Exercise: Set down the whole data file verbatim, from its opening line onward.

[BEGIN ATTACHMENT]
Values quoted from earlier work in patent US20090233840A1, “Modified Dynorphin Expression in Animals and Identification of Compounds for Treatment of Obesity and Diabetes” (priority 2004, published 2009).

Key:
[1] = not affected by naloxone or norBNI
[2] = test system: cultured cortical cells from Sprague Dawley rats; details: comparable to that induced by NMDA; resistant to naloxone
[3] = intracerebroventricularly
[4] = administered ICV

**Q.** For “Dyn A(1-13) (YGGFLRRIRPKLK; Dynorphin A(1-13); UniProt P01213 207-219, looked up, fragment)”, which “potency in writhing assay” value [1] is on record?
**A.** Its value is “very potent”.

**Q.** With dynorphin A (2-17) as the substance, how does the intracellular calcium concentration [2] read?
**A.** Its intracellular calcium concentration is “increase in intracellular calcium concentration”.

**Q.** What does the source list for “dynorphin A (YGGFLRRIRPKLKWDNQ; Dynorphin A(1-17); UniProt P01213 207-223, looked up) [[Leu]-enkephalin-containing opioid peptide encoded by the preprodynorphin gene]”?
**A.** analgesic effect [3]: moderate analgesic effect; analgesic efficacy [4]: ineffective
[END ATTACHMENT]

Values quoted from earlier work in patent US20090233840A1, “Modified Dynorphin Expression in Animals and Identification of Compounds for Treatment of Obesity and Diabetes” (priority 2004, published 2009).

Key:
[1] = not affected by naloxone or norBNI
[2] = test system: cultured cortical cells from Sprague Dawley rats; details: comparable to that induced by NMDA; resistant to naloxone
[3] = intracerebroventricularly
[4] = administered ICV

**Q.** For “Dyn A(1-13) (YGGFLRRIRPKLK; Dynorphin A(1-13); UniProt P01213 207-219, looked up, fragment)”, which “potency in writhing assay” value [1] is on record?
**A.** Its value is “very potent”.

**Q.** With dynorphin A (2-17) as the substance, how does the intracellular calcium concentration [2] read?
**A.** Its intracellular calcium concentration is “increase in intracellular calcium concentration”.

**Q.** What does the source list for “dynorphin A (YGGFLRRIRPKLKWDNQ; Dynorphin A(1-17); UniProt P01213 207-223, looked up) [[Leu]-enkephalin-containing opioid peptide encoded by the preprodynorphin gene]”?
**A.** analgesic effect [3]: moderate analgesic effect; analgesic efficacy [4]: ineffective